Sometimes you learn something unexpected.

(click photo to enlarge)

Take a close look at this picture. On the left is a margarine tub. Canola Harvest. From a Canadian company based in Alberta. On the right is a tub of whipped butter, Challenge brand, from a California dairy. Read the ingredients. Read the calorie count. Read the amount of sodium. Now, whipped butter includes a fair amount of air whipped into it to make it more spreadable and give it more volume. I grew up on margarine instead of stick butter, so something spreadable in a tub is sort of personal preference.

So yeah…science is now saying that the move away from butter to margarine was not a good idea, and that the hydrogenation process used to make liquid oils solid made something far worse than saturated fat for our cardiovascular health. The Canola/Palm oil margarine on the left does not have hydrogenated oils in it, but it has way more sodium than the butter, and more calories when you compare the volume of margarine vs. the volume of whipped butter. Yes, if you go by weight, the margarine serving is heavier than the whipped butter. But our eyes see volume instead of weight, so ultimately the amount that fills a tablespoon is the same. That tablespoon’s worth of the whipped butter looks, to our eyes, like that tablespoon of margarine.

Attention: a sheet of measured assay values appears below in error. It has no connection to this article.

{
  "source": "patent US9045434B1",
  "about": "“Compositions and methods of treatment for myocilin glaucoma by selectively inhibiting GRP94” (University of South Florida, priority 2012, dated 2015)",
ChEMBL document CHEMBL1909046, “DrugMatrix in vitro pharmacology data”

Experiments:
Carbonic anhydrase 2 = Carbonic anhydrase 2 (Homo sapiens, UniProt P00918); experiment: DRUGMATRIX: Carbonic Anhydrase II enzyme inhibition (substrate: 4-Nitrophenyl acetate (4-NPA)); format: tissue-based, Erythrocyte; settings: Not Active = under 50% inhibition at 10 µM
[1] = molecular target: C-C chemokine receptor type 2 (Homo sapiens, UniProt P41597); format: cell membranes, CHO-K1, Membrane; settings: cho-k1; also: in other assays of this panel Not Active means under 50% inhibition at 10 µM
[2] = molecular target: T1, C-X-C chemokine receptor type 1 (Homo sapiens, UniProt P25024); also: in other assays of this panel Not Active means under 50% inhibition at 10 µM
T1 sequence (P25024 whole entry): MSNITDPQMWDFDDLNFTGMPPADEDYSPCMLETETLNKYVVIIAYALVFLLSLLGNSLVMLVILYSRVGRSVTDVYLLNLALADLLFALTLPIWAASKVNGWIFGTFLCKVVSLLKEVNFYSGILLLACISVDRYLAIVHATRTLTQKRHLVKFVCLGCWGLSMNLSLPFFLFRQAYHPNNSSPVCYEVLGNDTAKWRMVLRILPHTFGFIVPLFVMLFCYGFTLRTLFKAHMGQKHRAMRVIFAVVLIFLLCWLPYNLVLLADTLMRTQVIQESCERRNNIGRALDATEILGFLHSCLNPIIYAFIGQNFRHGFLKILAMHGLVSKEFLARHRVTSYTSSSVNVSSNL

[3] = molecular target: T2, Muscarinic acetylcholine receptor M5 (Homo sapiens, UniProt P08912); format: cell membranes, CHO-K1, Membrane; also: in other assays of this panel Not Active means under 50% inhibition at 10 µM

And where the difference really becomes clear is when you look at the ingredients list on the margarine vs. the butter. Butter: cream and salt. Margarine: a long list of substances that are hard to pronounce and go halfway down the package. And then there’s also the fact that the butter came from a dairy in California, and the margarine is from thousands upon thousands of miles away. Local food is better than non-local food for the Planet.

Moderation is key in all things. You don’t want to be eating out of that tub of whipped butter with a spoon. But the occasional bit of it on a potato or on a whole wheat English Muffin is fine. And probably better for you than those mystery ingredients in that tub of margarine.